Throughout the 2016 election season with the rise of Hillary Clinton, her critics on the left never failed to pronounce that Clinton’s was a victory for “white feminism,” not intersectional feminism. They cited Clinton’s record of supporting policies that led to racial policing and mass incarceration, as well as her foreign policy’s at times harsh consequences for men and women in the Middle East and Latin America and her record against gay rights.
Granted, Clinton did what she could to make amends for the past with a more inclusive agenda this time around, but the point that there exists a phenomenon called “white feminism” is perfectly real and valid.
The enfranchisement of women throughout history has been paved with the exclusion and oppression of women of color, of immigrant women, poor women, trans women, and other groups, and today, white feminism is the brand of “feminism” that erases and fails to consider that non-straight, wealthy, white women continue to face myriad of identity-based struggles. And, of course, all while straight, wealthy white women face a fraction of the oppression that other women do.
Nothing made this clearer than the recent white supreamcist-led marches in different parts of the country, but most prominently in Charlottesville, in which a sort of ethnic cleanse — one that would spare white women — was widely proposed.
And while most in the marches and rallies were male white supremacists, in a scathing installment of Teen Vogue‘s “OG History” column last week, activist Evette Dionne exposed prominent white women’s suffragists as the self-admitted white supremacists they were. From Susan B. Anthony, whose grave was buried in women’s “I Voted” stickers on Election Day last year, to Elizabeth Cady Stanton, many of these famous suffragist frequently maligned black activists, or worse yet, outright opposed black men being able to vote.
Notably, a women’s rights magazine founded by Anthony and Stanton received funding from George Francis Train, a Democrat who supported slavery, Dionne noted. And, according to Dionne, where activists “Lucy Stone, Julia Ward Howe, and others created the American Women Suffrage Association to explicitly endorse the 15th Amendment” and included black men and black women alike, Rebecca Ann Latimer Felton, the first woman to serve in the U.S. senate, said she did “not want to see a negro man walk to the polls and vote on who should handle my tax money, while I myself cannot vote at all.”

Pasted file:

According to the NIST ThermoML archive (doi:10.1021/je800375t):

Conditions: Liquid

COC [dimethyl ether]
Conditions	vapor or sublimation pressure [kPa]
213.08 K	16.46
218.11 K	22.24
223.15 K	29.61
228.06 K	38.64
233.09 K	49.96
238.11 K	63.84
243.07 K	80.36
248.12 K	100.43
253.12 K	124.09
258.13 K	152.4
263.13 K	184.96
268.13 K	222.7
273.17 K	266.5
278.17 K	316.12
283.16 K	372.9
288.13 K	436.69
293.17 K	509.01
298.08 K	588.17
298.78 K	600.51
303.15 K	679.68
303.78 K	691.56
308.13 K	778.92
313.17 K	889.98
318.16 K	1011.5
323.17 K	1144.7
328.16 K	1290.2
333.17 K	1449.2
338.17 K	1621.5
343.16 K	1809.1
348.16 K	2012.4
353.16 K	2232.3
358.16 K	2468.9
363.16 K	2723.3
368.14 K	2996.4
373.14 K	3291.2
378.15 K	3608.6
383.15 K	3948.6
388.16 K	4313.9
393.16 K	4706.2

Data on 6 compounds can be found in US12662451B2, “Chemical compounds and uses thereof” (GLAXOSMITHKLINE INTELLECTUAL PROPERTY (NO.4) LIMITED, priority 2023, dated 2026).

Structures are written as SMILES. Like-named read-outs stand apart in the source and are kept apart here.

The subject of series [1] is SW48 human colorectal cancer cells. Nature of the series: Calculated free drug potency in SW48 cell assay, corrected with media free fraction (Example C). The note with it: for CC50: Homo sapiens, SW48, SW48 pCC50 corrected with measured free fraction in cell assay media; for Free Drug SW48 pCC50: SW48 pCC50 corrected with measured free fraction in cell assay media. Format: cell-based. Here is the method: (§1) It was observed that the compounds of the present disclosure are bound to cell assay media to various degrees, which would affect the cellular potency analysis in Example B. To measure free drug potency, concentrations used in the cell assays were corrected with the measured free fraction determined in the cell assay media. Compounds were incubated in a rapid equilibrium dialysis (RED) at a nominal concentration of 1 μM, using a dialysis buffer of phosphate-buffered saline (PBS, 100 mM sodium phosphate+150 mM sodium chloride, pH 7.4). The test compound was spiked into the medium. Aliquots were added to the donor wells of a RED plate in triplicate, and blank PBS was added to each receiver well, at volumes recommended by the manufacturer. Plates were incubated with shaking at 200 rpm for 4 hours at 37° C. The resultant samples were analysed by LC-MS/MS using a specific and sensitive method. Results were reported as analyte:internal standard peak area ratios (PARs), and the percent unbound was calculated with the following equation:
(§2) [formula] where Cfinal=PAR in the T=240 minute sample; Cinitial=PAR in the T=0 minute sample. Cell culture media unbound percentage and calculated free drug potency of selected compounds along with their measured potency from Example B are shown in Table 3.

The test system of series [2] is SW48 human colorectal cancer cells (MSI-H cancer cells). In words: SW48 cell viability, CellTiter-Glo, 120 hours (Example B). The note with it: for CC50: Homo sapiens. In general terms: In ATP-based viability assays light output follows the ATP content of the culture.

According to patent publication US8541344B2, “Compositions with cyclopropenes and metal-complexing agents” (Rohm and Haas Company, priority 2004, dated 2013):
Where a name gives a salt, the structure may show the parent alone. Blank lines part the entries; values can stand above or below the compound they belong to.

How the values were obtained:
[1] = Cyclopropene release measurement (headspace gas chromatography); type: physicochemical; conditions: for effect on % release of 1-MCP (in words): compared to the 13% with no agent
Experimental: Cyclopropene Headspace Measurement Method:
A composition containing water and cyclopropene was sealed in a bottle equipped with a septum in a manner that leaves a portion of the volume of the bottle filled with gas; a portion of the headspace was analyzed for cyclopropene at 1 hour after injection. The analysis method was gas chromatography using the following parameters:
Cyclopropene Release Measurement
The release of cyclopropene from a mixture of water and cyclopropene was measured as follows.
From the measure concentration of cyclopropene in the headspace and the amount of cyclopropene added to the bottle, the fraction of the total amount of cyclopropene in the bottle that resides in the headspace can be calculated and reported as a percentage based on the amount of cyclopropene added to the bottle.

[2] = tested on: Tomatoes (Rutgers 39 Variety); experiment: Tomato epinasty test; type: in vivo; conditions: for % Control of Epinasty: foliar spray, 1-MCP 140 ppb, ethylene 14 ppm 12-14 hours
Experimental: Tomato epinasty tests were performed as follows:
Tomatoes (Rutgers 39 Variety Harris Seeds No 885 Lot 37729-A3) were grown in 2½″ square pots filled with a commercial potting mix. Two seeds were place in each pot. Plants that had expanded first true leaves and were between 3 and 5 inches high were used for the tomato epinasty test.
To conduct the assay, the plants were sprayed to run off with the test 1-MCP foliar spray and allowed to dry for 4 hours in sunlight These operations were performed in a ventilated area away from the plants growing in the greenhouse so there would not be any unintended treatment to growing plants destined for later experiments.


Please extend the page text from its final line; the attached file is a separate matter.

The column also drew on a terrifying but well-documented cultural history in which white women and voting rights activists justified the act of lynching black men, most often to stop them from voting, by citing the need to protect “white women’s purity.”
“In the white imagination, black men’s insatiable sexuality was a threat to white women’s purity,” Dionne wrote.
The point of the column was not to sweepingly blast every white woman’s feminism as artificial or un-inclusive or racist and damaging, but to point out that white feminism — a brand of activism that promotes the rights of the most privileged group of women while simultaneously ignoring or even outright oppressing everyone else — does exist, and is deeply rooted in history.
Especially at a time in which history and its modern value are being brought to the forefront amidst a dialogue around Confederate statues and why they still stand, this reminder from Teen Vogue about the history of women’s suffrage is important.
Feminism is a movement about enfranchising and empowering every group — cisgender or transgender, gay or straight, Muslim or Christian, and of all races and socioeconomic backgrounds — with the power to make peaceful choices about their lives and participate in society. Anything that empowers one group while hurting and oppressing another isn’t feminism.
This is an opinion piece. The views expressed in this article are those of just the author.